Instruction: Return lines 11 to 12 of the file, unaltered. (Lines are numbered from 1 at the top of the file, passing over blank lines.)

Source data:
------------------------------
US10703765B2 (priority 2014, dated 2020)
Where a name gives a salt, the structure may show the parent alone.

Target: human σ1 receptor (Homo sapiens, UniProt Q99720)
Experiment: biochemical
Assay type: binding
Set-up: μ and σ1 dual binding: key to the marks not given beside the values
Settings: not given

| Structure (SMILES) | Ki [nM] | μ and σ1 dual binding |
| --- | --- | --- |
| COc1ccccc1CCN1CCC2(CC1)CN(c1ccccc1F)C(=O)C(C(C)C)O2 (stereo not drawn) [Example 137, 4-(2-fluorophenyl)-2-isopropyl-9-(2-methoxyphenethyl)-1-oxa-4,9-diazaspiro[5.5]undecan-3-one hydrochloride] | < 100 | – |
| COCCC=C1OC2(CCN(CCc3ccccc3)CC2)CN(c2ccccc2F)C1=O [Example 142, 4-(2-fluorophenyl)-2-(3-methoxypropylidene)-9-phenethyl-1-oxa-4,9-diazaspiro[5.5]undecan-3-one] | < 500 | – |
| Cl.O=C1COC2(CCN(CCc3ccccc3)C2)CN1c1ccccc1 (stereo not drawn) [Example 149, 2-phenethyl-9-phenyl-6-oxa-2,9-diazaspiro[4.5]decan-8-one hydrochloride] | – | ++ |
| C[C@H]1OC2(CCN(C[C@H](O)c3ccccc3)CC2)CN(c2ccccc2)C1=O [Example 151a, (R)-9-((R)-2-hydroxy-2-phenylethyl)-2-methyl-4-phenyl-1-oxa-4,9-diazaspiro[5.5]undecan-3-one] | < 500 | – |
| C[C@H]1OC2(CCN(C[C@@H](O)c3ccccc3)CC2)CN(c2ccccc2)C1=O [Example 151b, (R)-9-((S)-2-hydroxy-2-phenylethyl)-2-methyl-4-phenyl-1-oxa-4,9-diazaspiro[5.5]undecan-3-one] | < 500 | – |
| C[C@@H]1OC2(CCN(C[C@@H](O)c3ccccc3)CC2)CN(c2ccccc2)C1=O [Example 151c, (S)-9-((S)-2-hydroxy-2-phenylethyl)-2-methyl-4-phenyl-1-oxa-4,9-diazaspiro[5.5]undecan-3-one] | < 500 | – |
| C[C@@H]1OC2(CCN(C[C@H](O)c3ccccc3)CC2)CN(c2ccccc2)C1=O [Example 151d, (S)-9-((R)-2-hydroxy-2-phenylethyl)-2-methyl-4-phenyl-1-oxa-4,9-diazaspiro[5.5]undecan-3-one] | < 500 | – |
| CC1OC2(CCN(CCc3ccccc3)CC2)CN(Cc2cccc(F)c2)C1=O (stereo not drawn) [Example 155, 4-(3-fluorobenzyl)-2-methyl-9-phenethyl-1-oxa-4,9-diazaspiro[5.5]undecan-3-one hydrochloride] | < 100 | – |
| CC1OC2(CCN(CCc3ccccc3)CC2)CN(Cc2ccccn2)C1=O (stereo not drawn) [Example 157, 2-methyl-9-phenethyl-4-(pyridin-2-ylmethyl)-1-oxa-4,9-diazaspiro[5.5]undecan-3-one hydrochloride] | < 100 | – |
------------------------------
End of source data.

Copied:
| COCCC=C1OC2(CCN(CCc3ccccc3)CC2)CN(c2ccccc2F)C1=O [Example 142, 4-(2-fluorophenyl)-2-(3-methoxypropylidene)-9-phenethyl-1-oxa-4,9-diazaspiro[5.5]undecan-3-one] | < 500 | – |
| Cl.O=C1COC2(CCN(CCc3ccccc3)C2)CN1c1ccccc1 (stereo not drawn) [Example 149, 2-phenethyl-9-phenyl-6-oxa-2,9-diazaspiro[4.5]decan-8-one hydrochloride] | – | ++ |